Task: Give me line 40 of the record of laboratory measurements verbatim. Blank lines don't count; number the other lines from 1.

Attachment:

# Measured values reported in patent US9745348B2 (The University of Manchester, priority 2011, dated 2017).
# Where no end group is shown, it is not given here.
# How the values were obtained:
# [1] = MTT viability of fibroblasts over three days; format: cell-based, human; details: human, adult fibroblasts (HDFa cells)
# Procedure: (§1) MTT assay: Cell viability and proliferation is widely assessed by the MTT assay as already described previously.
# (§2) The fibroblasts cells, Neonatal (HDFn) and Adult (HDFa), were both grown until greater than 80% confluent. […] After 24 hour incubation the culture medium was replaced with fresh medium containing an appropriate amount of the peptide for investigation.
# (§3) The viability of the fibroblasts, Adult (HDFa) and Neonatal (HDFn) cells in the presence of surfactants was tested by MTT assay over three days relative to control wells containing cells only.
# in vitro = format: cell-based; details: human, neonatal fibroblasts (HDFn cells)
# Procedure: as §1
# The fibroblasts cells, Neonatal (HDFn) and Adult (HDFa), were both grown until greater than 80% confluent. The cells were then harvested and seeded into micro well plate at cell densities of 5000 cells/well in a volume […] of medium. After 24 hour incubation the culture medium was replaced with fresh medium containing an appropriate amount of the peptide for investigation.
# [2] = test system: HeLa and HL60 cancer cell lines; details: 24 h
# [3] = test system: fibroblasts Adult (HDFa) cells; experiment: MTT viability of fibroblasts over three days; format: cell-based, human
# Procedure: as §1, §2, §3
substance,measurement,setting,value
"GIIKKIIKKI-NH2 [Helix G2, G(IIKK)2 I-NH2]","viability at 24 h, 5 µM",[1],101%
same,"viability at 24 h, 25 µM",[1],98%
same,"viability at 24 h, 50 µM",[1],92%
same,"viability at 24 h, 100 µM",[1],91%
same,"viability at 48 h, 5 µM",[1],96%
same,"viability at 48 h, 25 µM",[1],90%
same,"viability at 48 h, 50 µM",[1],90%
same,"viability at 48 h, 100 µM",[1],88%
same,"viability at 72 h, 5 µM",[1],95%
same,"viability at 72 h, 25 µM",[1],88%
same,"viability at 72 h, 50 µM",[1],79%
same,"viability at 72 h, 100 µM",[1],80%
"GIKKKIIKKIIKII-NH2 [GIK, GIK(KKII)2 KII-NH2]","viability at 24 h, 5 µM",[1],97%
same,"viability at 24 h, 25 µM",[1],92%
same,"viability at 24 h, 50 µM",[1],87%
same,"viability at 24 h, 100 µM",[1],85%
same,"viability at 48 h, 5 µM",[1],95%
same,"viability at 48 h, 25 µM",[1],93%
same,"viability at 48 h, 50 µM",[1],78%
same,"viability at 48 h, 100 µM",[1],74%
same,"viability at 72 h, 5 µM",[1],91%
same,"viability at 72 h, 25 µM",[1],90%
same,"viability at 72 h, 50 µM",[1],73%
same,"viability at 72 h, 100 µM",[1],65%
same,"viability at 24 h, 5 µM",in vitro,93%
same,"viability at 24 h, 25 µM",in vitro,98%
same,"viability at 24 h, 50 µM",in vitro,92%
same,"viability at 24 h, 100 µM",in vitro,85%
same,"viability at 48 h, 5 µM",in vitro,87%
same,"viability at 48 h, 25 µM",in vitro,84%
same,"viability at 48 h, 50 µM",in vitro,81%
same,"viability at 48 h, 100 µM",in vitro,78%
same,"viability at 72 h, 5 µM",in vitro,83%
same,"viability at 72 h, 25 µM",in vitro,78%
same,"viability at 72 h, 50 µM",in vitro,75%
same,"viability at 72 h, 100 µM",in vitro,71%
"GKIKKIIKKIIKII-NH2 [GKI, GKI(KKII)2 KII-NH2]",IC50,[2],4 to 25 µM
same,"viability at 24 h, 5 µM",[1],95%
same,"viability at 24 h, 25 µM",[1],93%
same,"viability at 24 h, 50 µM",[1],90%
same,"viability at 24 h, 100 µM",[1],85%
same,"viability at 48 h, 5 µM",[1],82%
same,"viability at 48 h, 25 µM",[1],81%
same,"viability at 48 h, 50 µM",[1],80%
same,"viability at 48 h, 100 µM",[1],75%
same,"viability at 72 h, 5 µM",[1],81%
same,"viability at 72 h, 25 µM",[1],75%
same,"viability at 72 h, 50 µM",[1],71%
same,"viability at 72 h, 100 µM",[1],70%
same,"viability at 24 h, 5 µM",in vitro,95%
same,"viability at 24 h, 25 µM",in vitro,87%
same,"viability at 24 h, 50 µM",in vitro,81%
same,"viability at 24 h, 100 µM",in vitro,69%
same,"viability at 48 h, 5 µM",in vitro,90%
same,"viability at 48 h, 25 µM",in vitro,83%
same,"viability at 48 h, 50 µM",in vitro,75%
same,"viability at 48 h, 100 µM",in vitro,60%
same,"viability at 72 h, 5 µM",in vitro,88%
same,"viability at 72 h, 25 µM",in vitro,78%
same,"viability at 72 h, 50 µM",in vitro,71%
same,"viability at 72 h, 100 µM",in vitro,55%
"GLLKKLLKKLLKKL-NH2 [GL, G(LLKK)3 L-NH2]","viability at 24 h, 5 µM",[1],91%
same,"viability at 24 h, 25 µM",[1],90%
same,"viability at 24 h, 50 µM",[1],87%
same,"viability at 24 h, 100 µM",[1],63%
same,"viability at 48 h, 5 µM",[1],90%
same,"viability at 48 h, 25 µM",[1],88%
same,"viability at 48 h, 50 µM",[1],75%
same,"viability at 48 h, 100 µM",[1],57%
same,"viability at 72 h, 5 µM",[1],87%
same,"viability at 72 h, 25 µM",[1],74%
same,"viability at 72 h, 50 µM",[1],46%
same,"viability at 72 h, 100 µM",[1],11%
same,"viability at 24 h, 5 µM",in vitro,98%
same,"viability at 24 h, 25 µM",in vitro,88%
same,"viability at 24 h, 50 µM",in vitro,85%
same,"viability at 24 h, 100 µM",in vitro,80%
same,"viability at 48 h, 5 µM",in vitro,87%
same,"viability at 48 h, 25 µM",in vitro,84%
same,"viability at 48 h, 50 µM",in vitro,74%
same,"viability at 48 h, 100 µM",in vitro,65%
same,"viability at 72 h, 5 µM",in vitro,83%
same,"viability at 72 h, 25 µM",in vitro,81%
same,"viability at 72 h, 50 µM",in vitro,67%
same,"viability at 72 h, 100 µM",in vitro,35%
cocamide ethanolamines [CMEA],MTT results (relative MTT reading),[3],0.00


same,"viability at 24 h, 25 µM",in vitro,98%